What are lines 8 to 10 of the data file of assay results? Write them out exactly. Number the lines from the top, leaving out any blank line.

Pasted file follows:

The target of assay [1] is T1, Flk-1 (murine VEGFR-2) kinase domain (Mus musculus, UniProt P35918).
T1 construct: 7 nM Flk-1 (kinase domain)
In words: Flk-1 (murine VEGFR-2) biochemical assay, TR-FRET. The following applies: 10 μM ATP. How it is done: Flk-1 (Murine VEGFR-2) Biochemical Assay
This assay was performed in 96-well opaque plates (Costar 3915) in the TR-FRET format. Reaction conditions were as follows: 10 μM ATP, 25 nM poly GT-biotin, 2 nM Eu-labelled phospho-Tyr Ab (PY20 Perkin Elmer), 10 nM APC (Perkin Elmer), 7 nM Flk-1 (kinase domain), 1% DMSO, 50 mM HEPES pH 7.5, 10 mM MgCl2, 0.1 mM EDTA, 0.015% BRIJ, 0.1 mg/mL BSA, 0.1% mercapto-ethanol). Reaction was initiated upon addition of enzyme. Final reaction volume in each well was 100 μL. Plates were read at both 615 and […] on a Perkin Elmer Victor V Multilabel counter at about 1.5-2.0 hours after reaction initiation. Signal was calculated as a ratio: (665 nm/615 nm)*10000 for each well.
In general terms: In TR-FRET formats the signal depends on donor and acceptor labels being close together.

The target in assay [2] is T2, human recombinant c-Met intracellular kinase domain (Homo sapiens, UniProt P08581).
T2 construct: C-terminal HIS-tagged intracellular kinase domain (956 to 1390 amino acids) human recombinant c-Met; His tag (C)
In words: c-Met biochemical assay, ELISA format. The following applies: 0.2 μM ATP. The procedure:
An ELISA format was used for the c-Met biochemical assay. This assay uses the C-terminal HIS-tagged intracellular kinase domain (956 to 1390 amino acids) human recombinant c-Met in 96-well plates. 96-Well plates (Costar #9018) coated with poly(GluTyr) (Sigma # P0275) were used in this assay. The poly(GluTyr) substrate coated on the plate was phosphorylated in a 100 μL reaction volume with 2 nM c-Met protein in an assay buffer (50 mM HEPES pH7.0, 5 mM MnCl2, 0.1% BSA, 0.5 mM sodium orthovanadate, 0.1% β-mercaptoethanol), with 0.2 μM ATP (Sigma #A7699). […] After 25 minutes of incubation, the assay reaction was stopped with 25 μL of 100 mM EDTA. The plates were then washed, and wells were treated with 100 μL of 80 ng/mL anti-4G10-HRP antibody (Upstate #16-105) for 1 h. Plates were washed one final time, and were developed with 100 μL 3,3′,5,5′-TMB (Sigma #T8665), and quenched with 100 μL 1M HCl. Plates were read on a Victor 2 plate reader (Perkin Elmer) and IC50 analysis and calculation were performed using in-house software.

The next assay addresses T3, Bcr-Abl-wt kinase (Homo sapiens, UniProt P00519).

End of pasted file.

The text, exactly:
In words: c-Met biochemical assay, ELISA format. The following applies: 0.2 μM ATP. The procedure:
An ELISA format was used for the c-Met biochemical assay. This assay uses the C-terminal HIS-tagged intracellular kinase domain (956 to 1390 amino acids) human recombinant c-Met in 96-well plates. 96-Well plates (Costar #9018) coated with poly(GluTyr) (Sigma # P0275) were used in this assay. The poly(GluTyr) substrate coated on the plate was phosphorylated in a 100 μL reaction volume with 2 nM c-Met protein in an assay buffer (50 mM HEPES pH7.0, 5 mM MnCl2, 0.1% BSA, 0.5 mM sodium orthovanadate, 0.1% β-mercaptoethanol), with 0.2 μM ATP (Sigma #A7699). […] After 25 minutes of incubation, the assay reaction was stopped with 25 μL of 100 mM EDTA. The plates were then washed, and wells were treated with 100 μL of 80 ng/mL anti-4G10-HRP antibody (Upstate #16-105) for 1 h. Plates were washed one final time, and were developed with 100 μL 3,3′,5,5′-TMB (Sigma #T8665), and quenched with 100 μL 1M HCl. Plates were read on a Victor 2 plate reader (Perkin Elmer) and IC50 analysis and calculation were performed using in-house software.

The next assay addresses T3, Bcr-Abl-wt kinase (Homo sapiens, UniProt P00519).